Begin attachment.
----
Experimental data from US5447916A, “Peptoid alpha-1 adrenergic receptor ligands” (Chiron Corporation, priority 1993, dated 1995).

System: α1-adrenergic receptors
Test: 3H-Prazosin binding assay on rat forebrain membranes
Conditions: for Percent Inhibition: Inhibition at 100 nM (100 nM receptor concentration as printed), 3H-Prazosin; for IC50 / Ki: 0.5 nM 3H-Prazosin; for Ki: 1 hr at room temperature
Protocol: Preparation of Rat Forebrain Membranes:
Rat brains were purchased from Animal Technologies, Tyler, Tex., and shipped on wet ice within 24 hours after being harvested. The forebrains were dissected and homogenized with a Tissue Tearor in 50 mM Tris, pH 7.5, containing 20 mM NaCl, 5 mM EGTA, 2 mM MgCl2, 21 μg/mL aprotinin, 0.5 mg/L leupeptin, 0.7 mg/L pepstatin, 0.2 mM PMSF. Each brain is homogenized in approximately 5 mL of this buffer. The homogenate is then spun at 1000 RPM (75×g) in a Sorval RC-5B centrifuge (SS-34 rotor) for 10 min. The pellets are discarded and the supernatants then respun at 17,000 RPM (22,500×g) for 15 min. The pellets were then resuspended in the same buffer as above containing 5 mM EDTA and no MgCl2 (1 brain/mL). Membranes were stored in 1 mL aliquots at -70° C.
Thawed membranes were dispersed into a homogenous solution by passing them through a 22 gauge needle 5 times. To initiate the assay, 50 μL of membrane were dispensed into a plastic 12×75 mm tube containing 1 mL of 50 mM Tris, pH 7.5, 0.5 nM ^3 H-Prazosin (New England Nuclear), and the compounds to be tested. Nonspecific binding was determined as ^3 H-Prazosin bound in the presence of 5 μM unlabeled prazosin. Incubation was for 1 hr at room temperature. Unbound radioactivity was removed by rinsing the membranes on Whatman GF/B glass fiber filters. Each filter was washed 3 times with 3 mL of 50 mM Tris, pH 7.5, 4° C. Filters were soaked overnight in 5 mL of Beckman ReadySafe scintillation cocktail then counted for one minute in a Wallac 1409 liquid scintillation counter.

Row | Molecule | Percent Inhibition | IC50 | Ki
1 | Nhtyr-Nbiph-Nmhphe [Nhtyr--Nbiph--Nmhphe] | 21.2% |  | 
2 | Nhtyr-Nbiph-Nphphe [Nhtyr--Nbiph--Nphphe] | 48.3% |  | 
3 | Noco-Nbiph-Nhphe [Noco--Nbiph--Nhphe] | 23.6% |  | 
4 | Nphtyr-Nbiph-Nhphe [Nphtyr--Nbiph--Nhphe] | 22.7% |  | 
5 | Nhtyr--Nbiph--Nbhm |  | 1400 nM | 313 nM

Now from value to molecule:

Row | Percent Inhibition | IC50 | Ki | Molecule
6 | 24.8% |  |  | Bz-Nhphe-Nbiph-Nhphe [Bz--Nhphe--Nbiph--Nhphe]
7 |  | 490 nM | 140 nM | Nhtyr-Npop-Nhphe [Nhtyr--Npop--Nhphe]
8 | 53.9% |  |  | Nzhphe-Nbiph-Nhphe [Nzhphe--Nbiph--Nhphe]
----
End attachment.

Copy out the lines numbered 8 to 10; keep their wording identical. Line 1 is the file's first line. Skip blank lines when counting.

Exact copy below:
Row | Molecule | Percent Inhibition | IC50 | Ki
1 | Nhtyr-Nbiph-Nmhphe [Nhtyr--Nbiph--Nmhphe] | 21.2% |  | 
2 | Nhtyr-Nbiph-Nphphe [Nhtyr--Nbiph--Nphphe] | 48.3% |  | 